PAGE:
Once you've decided that it's time to get married, there's any number of things you'll need to get done to prepare for the big day. On top of the non-romantic list are the specific legal requirements that must be met to make your marriage legally valid. Meeting these requirements might not be the most exciting of things you'll do when it comes to getting married, but getting Minnesota's marriage requirements right will ultimately save you a lot of headache, and heartache, down the road.
Child Marriage Banned in Minnesota
Minnesota became the second state (after Delaware) to ban child marriages. The legal marriage age was raised to 18 in May 2020. Previously, children as young as 16 were permitted to marry in the state with parental consent. The child marriage ban prohibits marriage by those under 18 in all circumstances. The new law also requires Minnesotans to provide proof of age when applying for a marriage license.
Summary of Minnesota Marriage Laws
You can get help understanding the law by consulting with an attorney, but a good start is to review a breakdown of the relevant laws -- in plain language. Read the chart below for a helpful explanation of the marriage laws in Minnesota.
Minnesota Statutes Domestic Relations Ch. 517-519A:
- Section 517.09, 517.18 (solemnization)
- Section 517.10 (certificate; witnesses)
- Section 517.14 (illegal civil marriage; false certificate; penalty)
- Section 517.15 (unauthorized person performing ceremony)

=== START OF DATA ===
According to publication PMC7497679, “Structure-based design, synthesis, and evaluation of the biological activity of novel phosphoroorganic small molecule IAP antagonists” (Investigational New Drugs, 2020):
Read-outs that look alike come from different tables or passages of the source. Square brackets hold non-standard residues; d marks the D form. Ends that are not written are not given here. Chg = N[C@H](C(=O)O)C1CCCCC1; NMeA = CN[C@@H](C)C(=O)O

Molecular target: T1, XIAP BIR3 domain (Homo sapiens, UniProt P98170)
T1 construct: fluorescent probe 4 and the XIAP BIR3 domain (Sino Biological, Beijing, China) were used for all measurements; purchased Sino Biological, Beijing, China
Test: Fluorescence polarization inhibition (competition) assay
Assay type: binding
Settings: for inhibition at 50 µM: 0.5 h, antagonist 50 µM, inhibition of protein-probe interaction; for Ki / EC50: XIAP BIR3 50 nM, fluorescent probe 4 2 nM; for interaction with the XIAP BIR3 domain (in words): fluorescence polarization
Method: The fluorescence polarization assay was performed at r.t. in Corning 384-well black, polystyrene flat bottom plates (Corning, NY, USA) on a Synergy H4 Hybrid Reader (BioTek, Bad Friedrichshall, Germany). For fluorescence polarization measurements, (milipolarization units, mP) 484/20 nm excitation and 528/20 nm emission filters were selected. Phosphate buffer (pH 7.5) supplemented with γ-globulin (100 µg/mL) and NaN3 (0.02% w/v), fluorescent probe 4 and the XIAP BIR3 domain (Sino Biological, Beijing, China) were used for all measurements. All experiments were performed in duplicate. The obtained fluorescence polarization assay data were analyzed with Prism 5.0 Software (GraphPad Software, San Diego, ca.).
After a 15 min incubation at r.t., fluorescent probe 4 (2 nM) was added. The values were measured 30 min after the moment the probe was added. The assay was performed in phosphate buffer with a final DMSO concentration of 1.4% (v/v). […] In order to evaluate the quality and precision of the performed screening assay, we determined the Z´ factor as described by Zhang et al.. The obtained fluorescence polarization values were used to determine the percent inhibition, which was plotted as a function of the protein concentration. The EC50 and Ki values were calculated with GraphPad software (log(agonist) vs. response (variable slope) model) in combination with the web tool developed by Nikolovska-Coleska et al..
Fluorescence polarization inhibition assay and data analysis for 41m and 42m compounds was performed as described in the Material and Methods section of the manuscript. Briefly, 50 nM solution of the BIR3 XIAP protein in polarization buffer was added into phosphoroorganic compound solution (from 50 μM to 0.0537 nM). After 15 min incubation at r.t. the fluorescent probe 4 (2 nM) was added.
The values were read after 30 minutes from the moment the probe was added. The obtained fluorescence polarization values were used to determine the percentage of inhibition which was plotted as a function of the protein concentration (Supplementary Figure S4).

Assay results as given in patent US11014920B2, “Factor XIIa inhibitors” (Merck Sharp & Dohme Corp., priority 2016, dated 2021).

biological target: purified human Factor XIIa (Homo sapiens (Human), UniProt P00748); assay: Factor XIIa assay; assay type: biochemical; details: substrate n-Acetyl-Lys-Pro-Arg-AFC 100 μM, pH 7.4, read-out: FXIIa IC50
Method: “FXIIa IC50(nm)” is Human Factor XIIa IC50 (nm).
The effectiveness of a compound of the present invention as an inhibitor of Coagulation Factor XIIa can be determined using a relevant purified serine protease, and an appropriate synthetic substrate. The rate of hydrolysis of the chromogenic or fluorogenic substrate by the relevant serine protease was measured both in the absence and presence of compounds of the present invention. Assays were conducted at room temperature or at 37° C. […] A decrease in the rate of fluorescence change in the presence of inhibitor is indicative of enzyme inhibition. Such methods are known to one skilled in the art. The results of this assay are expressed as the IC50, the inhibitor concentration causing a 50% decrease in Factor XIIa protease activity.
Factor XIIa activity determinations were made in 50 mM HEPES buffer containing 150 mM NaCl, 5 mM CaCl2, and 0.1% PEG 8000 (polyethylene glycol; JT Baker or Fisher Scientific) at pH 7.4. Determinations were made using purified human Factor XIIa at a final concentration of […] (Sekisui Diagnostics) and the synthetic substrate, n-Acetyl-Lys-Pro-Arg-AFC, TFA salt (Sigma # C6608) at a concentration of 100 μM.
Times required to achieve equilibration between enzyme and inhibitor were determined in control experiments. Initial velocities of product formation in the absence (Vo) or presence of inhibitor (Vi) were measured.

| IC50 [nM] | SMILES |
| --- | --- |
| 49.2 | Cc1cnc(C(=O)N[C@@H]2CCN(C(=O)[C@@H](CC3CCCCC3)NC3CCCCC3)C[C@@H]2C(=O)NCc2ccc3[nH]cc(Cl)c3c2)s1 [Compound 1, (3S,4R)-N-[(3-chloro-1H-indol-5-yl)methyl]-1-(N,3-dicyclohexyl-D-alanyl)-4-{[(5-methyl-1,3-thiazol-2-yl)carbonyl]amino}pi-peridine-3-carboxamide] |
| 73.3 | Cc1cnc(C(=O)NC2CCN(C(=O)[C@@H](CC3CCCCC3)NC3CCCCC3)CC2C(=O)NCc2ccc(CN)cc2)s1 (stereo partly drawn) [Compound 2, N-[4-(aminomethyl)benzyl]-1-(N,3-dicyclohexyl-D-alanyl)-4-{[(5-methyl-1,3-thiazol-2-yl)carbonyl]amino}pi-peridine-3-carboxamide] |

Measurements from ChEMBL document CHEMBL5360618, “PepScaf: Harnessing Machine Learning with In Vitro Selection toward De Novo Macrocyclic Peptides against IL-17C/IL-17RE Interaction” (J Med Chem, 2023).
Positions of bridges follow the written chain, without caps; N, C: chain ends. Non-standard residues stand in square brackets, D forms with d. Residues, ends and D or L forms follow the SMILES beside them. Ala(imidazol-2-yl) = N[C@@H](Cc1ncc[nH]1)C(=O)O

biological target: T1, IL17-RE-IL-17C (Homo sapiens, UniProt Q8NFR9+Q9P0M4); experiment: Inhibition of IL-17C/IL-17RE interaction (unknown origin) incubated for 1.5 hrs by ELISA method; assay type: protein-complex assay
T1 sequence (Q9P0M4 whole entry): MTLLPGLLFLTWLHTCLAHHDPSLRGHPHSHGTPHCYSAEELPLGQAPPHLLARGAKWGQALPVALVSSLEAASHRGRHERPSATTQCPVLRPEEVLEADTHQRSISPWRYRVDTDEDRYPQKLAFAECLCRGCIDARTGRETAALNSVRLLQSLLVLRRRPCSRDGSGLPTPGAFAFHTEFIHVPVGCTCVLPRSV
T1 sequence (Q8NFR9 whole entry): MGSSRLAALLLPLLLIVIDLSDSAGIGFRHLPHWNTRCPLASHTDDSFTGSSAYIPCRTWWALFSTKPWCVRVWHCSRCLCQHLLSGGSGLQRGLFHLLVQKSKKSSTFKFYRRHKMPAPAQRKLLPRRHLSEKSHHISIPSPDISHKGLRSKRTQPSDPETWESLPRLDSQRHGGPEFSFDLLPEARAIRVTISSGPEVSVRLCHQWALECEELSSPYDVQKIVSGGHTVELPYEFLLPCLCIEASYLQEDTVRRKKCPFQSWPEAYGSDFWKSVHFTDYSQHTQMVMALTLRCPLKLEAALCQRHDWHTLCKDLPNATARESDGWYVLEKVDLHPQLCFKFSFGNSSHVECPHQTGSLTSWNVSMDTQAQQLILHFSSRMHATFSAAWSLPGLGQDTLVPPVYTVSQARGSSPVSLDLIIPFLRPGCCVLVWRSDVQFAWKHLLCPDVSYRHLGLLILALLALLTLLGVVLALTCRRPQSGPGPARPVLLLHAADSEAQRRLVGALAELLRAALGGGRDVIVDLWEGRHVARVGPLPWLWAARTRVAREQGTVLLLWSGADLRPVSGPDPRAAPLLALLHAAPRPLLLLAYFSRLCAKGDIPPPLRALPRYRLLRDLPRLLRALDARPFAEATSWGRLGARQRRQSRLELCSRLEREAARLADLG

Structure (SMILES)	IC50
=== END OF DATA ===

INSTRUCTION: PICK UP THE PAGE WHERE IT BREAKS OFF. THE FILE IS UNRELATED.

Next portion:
Valid Marriage Requirements
For a valid marriage in Minnesota:
- The couple must obtain a marriage license;
- The couple must participate in a civil marriage ceremony; and
- The ceremony must be performed by someone who's legally authorized to solemnize the marriage.
The solemnization of the civil ceremony doesn't have to be done in a specific way except that the couple must declare that each takes the other as their spouse in the presence of a person authorized to solemnize the ceremony and 2 witnesses.
Types of Marriages
Child marriage was banned in the state in 2020. No one under 18 can be legally married.
Although there are still laws on the books that prohibit it, same sex marriage is legal in all states, including Minnesota. In states like Minnesota where same-sex marriage was legalized by statute prior to the U.S. Supreme Court, the laws contain provisions that exempt religious officials from having to solemnize a marriage that is contrary to their religious beliefs.
Common Law Marriage
Minnesota doesn't allow common law marriages, but it recognizes valid common law marriages from other states.
It's a misdemeanor to commit the following:
- A person authorized by law who knowingly solemnizes a civil marriage contrary to Minnesota's marriage laws; or
- Knowing of any legal barrier to the proposed civil marriage; or
- Who willfully makes a false certificate of any civil marriage or pretended civil marriage; or
- A person who knowingly takes responsibility to solemnize a civil marriage without the lawful authority to do so.
Note: State laws are always subject to change through the passage of new legislation, rulings in the higher courts (including federal decisions), ballot initiatives, and other means. While we strive to provide the most current information available, please consult an attorney or conduct your own legal research to verify the state law(s) you are researching.
Minnesota Marriage Laws: Related Resources
Have Questions about Minnesota Marriage Laws? See an Attorney
If you're preparing to wed, you may have questions and concerns about complying with Minnesota's marriage laws. Speaking with an experienced lawyer can put you at ease so that you can concentrate on your wedding day and married life beyond. Make plans to see a Minnesota family law attorney near you to learn more.